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Councils should use imperial measures

There is much debate about whether the Conservative pledge to hold an in/out referendum on the EU will win votes from UKIP, or whether UKIP supporters are more concerned with other issues such as immigration. However Lord Ashcroft's research last year suggested that UKIP's support base stemmed not from policy, but outlook. It found exasperation with the political and administrative class speaking in a different language to the rest of us. Too much jargon and not enough straight talking.

If a council says it is "engaging with communities" it is a pretty good sign that it isn't. Often Conservative councillors find their capacity to think eroded by all the bureaucrat-speak.  For example, take the word "investment" - as in "investing in children", "investing in libraries", "investing in parks", "investing in the community", "investing in people". What is meant is spending. Such spending might or might not be justified. By calling it "investment" users avoid making a rigorous judgment.

It is against this background that the newly elected UKIP councillors in East Sussex have challenged the use of metric measures. Good for them.

Most residents in their county use miles rather than kilometres. So why doesn't the council? Are the council officers interested in talking to themselves in a language they prefer, or in talking to their residents? Whose council is it anyway?  There is no requirement for the council to use metric rather than imperial. Central government has a mix and match approach. Indeed sometimes even the same piece of legislation uses both. For instance this planning regulation says:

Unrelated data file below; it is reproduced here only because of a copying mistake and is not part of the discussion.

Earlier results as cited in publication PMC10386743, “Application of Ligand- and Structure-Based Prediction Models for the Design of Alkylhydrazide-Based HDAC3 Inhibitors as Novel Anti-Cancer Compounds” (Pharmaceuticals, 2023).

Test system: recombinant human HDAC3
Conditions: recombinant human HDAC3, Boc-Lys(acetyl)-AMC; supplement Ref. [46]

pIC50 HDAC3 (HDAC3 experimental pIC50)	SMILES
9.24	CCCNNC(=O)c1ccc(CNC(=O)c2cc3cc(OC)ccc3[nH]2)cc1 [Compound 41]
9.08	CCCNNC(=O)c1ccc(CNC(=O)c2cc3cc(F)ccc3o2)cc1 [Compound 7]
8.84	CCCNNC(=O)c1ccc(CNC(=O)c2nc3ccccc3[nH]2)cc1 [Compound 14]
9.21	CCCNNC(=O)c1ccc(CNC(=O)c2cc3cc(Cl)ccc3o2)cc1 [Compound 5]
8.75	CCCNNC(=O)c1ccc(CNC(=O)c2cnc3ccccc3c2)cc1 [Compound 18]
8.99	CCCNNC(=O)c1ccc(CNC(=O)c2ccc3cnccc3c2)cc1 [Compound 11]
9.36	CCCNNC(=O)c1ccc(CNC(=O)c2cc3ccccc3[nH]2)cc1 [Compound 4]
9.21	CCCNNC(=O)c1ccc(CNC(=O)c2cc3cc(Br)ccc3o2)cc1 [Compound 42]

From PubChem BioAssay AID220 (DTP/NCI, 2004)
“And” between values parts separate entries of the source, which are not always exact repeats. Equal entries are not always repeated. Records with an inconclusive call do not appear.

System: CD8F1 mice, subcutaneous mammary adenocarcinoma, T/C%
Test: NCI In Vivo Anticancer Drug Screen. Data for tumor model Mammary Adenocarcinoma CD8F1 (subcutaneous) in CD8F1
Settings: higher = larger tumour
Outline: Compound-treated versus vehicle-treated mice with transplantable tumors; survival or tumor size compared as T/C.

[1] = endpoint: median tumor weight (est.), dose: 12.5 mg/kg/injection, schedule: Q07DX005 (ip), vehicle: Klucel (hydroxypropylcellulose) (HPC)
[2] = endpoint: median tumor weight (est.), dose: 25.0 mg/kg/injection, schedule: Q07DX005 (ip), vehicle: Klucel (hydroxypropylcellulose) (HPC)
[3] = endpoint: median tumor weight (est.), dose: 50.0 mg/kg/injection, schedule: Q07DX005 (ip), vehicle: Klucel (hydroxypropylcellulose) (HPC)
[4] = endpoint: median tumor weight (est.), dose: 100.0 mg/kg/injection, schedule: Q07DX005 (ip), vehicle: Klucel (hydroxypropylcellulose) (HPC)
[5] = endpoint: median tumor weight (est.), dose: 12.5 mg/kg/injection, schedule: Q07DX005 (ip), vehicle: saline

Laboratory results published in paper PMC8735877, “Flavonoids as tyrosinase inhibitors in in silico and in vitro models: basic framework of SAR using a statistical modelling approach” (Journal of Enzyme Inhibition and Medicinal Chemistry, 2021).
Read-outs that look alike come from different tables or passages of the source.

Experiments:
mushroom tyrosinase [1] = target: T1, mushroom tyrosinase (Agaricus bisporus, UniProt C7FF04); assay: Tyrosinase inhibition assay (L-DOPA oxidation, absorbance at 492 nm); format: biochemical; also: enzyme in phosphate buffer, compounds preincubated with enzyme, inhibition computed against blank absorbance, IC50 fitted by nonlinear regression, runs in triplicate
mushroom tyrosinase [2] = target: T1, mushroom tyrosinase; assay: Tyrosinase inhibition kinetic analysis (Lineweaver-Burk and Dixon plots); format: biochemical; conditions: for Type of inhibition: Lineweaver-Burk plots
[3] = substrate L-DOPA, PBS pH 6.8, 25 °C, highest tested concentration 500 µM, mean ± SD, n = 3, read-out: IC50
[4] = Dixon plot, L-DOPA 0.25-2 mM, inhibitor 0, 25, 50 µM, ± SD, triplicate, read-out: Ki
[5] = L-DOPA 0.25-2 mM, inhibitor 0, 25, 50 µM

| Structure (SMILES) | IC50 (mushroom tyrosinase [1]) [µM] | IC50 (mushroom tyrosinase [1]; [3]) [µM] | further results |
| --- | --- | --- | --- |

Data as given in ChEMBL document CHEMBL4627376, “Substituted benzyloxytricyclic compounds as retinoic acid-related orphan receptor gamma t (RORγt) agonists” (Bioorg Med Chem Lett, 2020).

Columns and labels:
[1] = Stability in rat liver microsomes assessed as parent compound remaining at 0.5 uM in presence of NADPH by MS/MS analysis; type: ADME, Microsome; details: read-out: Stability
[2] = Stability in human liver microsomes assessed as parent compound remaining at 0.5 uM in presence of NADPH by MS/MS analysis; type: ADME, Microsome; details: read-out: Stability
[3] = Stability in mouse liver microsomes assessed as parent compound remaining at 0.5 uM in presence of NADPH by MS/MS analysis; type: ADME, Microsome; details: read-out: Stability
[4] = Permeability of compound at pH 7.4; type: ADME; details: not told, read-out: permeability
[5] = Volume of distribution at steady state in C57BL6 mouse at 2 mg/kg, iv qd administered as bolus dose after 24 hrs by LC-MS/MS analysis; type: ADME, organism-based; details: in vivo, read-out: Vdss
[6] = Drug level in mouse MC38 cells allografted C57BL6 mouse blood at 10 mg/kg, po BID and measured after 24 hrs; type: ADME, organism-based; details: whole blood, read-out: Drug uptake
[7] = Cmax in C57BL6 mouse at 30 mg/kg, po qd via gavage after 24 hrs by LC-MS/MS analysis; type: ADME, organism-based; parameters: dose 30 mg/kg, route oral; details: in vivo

(4) The advertisement is to be displayed on land adjacent to highway land, in a manner which makes it reasonably visible to an approaching driver, but not within 50 metres of a traffic sign intended to be observed by persons approaching from the same direction.
(5) No advertisement may be more than two miles from the main entrance of the site.

Traffic signs, of course, are nearly always in miles. Schools have been pushing metric measures - doubtless a legacy from New Labour's desire to conform with Eurocrat demands. But changes by Michael Gove means imperial measures are being revived.

Council trading standards tend to find better things to do than enforce the 1994 amendments to the Weights and Measures Act which:

Section 8 of the Act is amended so as to make unlawful the use for trade of the pint, fluid ounce, pound or ounce except as supplementary indications of quantity or where a derogation which is reflected in section 8(2) permits their use as primary units. The pound (lb), for example, may be used either as a supplementary indication or, until 1st January 2000 (see article 3(2) of this Order), as a primary indication for the sale of goods loose from bulk.

This was "gold plating" on an EU directive which did not cover retail trade. So why hasn't the Government scrapped this odious law as part of the Red Tape Challenge?

Few supporters of metric measures will openly declare their disdain for British tradition. However the arguments they do put forward don't really ... measure up. Isn't it helpful for us to use kilometres so that visiting France is easier? But what about visiting America? Isn't it confusing to have a mix of two different systems? Then why not just use imperial which most people are familiar with?

If UKIP councillors submit a motion to the next East Sussex County Council meeting, instructing staff to use imperial measures, I hope that Conservative councillors will support it. The council and the residents could then speak the same language.


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